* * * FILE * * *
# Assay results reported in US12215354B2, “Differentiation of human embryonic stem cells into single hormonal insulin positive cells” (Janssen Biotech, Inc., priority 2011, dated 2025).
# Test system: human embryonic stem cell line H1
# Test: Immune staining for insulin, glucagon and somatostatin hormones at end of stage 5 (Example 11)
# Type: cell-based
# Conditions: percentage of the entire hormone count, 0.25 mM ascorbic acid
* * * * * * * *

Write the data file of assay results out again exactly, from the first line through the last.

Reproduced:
# Assay results reported in US12215354B2, “Differentiation of human embryonic stem cells into single hormonal insulin positive cells” (Janssen Biotech, Inc., priority 2011, dated 2025).
# Test system: human embryonic stem cell line H1
# Test: Immune staining for insulin, glucagon and somatostatin hormones at end of stage 5 (Example 11)
# Type: cell-based
# Conditions: percentage of the entire hormone count, 0.25 mM ascorbic acid